The contract was competitively procured through solicitation W91CRB-04-R-0033, which was issued on May 19, 2004, and called for full & open competition (NAICS 315999). A total of 16 offers were received.


DARPA Taps AirLaunch for FALCON Small Launch Vehicle Design

The U.S. Defense Advanced Research Projects Agency (DARPA) (Arlington, VA) awarded AirLaunch LLC (Reno, NV) a one-year, $17.8 million increment as part of a $28.3 million fixed-price- milestone contract (HR0011-04-9-0016) for the detailed design phase, Phase 2B, of the DARPA/USAF FALCON Small Launch Vehicle Program.

Under Phase 2B, AirLaunch and its team will continue development of the QuickReach small satellite booster. AirLaunch and its team of contractors recently completed Phase 2A of the program, culminating with the company demonstrating the safe release of a dummy booster from an Air Force C-17A cargo aircraft. During Phase 2B, AirLaunch will conduct further risk reduction activities (including additional C -17 drop tests and an integrated stage-two firing), provide an initial Interface Control Document (ICD) for a payload, and complete a Critical Design Review (CDR). The contract includes an option for Phase 2C, to conduct a flight demonstration of the QuickReach booster and launch a small payload into Low Earth Orbit (LEO). The FALCON program goal is to develop a booster that can launch a small satellite for less than $5 million with only 24 hours notice. AirLaunch's design achieves responsiveness by carrying its QuickReach booster to altitude inside the cargo bay of an unmodified C-17A or other large cargo aircraft.

In Fall 2003, DARPA and the U.S. Air Force challenged nine U.S. competitors to develop a small launch vehicle that can carry small satellites to orbit for no more than $5 million per launch based on a rate of 20 flights per year. In mid-2004, AirLaunch and three other contractors were selected for Phase 2A.

AirLaunch is responsible for program management and integration of the complete system in cooperation with Space Vector. Other subcontractors include:

— Space Vector Corp. (Chatsworth, CA): providing launch operations, integration support, avionics wafer, storage and launch carrier. Space Vector will be the integrating contractor in facilities co-located with AirLaunch LLC (receiving 19% of the contract's value).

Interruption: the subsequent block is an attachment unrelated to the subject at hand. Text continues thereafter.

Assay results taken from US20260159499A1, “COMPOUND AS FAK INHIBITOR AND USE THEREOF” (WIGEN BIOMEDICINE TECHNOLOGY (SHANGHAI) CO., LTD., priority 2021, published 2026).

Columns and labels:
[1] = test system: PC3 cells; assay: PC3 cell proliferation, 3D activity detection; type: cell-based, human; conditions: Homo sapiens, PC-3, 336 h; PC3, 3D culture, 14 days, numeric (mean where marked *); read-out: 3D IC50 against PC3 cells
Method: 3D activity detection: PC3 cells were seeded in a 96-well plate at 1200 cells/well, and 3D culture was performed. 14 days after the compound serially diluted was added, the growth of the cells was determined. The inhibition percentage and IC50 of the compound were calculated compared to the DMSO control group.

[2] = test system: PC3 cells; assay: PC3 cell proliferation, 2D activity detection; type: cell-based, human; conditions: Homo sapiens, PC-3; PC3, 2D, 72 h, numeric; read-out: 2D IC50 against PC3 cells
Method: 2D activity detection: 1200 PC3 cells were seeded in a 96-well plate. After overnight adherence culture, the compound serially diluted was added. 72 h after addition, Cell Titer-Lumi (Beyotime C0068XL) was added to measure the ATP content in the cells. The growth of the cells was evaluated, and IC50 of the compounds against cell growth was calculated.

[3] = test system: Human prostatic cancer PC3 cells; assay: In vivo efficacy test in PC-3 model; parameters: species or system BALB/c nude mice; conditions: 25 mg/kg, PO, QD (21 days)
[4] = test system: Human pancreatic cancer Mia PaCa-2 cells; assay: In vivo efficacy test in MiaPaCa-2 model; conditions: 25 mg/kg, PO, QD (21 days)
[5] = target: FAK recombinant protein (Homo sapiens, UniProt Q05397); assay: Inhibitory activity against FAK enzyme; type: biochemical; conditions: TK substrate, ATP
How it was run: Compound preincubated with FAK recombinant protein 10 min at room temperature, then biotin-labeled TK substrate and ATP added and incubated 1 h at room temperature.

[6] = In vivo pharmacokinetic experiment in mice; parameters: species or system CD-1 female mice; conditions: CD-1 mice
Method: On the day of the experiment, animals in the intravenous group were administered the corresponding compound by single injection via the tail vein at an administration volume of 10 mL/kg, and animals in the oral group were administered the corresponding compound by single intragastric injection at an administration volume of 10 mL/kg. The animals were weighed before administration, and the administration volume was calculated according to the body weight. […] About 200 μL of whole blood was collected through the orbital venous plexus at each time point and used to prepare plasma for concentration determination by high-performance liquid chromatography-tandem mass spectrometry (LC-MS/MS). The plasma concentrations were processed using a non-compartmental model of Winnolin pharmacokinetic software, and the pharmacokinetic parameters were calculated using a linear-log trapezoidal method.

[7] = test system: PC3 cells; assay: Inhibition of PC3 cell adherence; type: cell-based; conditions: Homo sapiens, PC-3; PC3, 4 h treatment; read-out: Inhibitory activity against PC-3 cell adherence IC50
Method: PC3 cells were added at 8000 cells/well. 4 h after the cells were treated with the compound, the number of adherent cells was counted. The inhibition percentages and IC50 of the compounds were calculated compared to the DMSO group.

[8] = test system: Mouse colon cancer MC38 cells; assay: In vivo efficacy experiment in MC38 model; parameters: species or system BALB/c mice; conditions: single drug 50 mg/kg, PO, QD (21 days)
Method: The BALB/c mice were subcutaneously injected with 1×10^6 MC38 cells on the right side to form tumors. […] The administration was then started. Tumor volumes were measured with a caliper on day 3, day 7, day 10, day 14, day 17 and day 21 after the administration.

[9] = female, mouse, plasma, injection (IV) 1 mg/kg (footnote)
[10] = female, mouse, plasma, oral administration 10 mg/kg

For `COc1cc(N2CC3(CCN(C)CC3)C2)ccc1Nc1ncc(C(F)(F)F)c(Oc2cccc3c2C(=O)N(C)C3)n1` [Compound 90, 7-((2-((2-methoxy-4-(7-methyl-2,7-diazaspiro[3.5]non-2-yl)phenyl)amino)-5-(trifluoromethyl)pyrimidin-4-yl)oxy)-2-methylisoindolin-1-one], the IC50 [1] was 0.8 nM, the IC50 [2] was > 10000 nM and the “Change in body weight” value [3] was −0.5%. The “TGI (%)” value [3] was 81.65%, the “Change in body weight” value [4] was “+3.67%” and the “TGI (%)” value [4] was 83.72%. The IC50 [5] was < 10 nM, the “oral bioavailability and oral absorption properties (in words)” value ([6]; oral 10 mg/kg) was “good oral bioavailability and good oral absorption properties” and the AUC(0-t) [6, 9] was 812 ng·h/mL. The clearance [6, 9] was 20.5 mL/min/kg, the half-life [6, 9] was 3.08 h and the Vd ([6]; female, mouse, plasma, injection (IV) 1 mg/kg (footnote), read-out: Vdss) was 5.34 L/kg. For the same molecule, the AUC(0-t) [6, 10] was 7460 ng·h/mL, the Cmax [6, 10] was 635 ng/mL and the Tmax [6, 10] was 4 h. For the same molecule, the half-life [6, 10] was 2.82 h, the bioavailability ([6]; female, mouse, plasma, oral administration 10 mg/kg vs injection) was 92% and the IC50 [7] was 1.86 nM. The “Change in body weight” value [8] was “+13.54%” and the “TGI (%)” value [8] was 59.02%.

— HMX, Inc. (Reno, NV): providing propulsion technologies, including tanks and engines (receiving 48% of the contract's value).

— Universal Space Lines, LLC (Newport Beach, CA): providing Vehicle Management System hardware and software including flight controls (receiving 8% of the contract's value).

— Wilson Composite Technologies (Folsom, CA): providing composite tank expertise (receiving 4% of contract's value).

— Spincraft (Billerica, MA): providing aluminum tanks (receiving 9% of contract's value).

— AAE Aerospace (Costa Mesa, CA): providing thrust chamber assemblies.

— Orion Propulsion Inc. (Huntsville, AL): providing propulsion test equipment and test support.

— Delta Velocity Corp. (Leesburg, VA): providing payload fairing, payload planner and user's guide.

Work will also be performed in Madison, AL (6%), and Huntington Beach, CA (6%), and is expected to be completed by October 30, 2006. Contract funds will not expire at the end of the current fiscal year.

The contract was not competitively procured. It was awarded on a sole-source basis, and initiated on May 7, 2004.


NAVSEA Taps Progeny Systems for Design, Development and Delivery of EDMs for CWL

The U.S. Naval Sea Systems Command (NAVSEA) (Washington, DC) awarded Progeny Systems Corp. (Manassas, VA) a $5.5 million cost-plus-award-fee, Small Business Innovative Research (SBIR) Phase III contract (N00024-06-C-6238) for the design, development, and delivery of two Engineering Development Models (EDM) for the Common Weapon Launcher (CWL).